|Publication number||US7032657 B2|
|Application number||US 10/249,343|
|Publication date||Apr 25, 2006|
|Filing date||Apr 2, 2003|
|Priority date||Apr 2, 2003|
|Also published as||US20040195198|
|Publication number||10249343, 249343, US 7032657 B2, US 7032657B2, US-B2-7032657, US7032657 B2, US7032657B2|
|Original Assignee||Patrick Barbary|
|Export Citation||BiBTeX, EndNote, RefMan|
|Patent Citations (9), Referenced by (1), Classifications (6), Legal Events (3)|
|External Links: USPTO, USPTO Assignment, Espacenet|
Gas dissolved in a liquid has been a known phenomena since the first vintage of wines from grape and the generation of carbon dioxide gas from the fermentation process. The retention of the carbon dioxide gas in its liquid dissolved state, has been a challenge from the first vintage of champagne, where the dissolved gas was the by product of the fermentation process, to current processes where gas is added, as in the case of soft drink production, and then the container is sealed to prevent gas effervescence.
Refrigeration or holding a liquid containing dissolved gas in a cooled state relative to ambient, is another technique for reducing the rate of effervescence, it being known that the cooler the liquid, the less energy available for boil off or for effervescence of the dissolved gas.
While the prior art contains many examples of stoppers or seals for sealing the opening of a container, for example a bottle of an artificially carbonated beverage or a bottle of champagne, it has been well recognized that the carbonation is best kept by the combination of the plug, effectively sealing in the effervesced gas, and refrigeration, to lower the energy level of the contained liquid. However, it has been recognized that while an effective plug may retard effervescence, refrigeration without a plug closing or sealing the opening of a container containing a carbonated to ambient, will not effectively retard effervescence and the carbonated beverage may be expected to quickly become flat.
Another problem with plugs used for sealing container is the seals wear with the result that with each use, the rate of effervescence of the dissolved gas increases.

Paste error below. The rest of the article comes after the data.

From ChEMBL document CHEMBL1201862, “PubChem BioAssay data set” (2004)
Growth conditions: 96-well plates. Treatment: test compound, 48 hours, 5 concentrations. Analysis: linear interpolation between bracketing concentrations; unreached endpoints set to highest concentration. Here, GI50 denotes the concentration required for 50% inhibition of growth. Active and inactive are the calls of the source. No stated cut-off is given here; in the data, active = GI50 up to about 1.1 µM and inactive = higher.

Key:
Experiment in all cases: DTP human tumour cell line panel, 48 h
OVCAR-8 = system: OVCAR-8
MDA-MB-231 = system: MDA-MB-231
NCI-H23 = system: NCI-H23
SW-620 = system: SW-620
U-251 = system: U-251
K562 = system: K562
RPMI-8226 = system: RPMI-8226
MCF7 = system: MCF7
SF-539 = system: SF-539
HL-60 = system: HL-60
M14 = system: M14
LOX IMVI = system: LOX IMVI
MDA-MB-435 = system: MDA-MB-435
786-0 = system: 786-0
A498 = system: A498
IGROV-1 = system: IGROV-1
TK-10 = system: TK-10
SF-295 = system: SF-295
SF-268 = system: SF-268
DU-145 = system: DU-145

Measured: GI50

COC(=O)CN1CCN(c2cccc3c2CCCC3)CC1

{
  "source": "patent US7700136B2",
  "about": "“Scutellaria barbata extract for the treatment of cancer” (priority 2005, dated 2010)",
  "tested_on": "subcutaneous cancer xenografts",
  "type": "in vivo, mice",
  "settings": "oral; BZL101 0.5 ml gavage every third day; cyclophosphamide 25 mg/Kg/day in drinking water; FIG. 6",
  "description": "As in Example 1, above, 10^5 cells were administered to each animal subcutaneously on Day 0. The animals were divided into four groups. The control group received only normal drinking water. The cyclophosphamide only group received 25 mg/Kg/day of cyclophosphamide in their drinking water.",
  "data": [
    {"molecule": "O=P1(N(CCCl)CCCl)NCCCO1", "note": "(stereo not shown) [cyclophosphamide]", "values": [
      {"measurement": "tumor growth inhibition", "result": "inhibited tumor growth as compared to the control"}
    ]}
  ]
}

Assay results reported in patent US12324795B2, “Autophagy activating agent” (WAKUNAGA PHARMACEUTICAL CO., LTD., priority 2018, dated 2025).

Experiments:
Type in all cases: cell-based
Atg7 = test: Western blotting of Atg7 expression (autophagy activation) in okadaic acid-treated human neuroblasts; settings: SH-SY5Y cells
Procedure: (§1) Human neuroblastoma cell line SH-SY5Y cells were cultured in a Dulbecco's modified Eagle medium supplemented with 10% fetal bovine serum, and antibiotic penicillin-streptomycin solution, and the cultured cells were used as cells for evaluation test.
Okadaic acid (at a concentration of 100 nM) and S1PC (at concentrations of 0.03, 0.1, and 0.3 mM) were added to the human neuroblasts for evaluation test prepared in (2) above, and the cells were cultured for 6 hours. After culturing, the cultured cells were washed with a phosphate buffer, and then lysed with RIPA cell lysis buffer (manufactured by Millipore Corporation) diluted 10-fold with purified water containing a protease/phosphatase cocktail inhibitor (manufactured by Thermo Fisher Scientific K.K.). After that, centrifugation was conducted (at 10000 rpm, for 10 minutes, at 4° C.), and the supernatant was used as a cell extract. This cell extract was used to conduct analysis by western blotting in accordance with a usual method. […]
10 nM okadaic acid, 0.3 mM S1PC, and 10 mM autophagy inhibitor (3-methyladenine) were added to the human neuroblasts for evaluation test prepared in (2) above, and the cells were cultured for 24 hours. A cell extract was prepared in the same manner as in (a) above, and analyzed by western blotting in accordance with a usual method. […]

Another significant problem with plugs is they must be sized to a container and at least several different sized plugs must be kept to accommodate sized bottles or at least several of the same size where several bottles of champagne or other carbonated beverage are open at the same time. Accordingly, a problem faced by the prior art is an effective way to retard effervescence without resort to a container plug for sealing the outlet of a container for the carbonated beverage.
As shown herein, according to the principles of the disclosed invention, a device and method for retarding the effervescence of a gas dissolved in a liquid, may be used in an open container, exposed to ambient pressure and according to the best mode of using the invention, exposed to an ambient temperature about the same temperature of the liquid or a lower temperature. A preferred embodiment is as shown in the form of a hollow elongated body, such as for example a cylinder, shaped to extend into a container and sized relative to the size of the opening. The device may include a stop having a dimension larger than the opening to prevent the device from falling into the liquid and which may be capable of adjustment over the longitudinal axis of the for adjusting depth of insertion of the elongated body into the container.
The shape of the stop may be varied consistent with the disclosed principles of the invention and without departing from the disclosed invention.
What is shown according to the disclosed inventive principles is an effervescence keeper for suppressing the effervescence of a dissolved gas from a liquid, into an air space within an open container, open to an ambient environment, comprising, a. first means for conducting heat; second means for holding the first means suspended within an air space in an open container open to ambient and holding a quantity of liquid containing a dissolved gas; whereby the first means conducts heat from the air space to an ambient. In accordance with the inventive principles, the ambient is at a temperature approximately the same, or lower than the quantity of liquid and the second means includes means for adjusting the extent of the first means in the air space or the distance between the first means and the surface level of the quantity of liquid. Alternatively, according to the disclosed inventive principles, the second means includes means for variably adjusting the extent of the first means in the air space or the distance between the first means and the surface level of the quantity of liquid.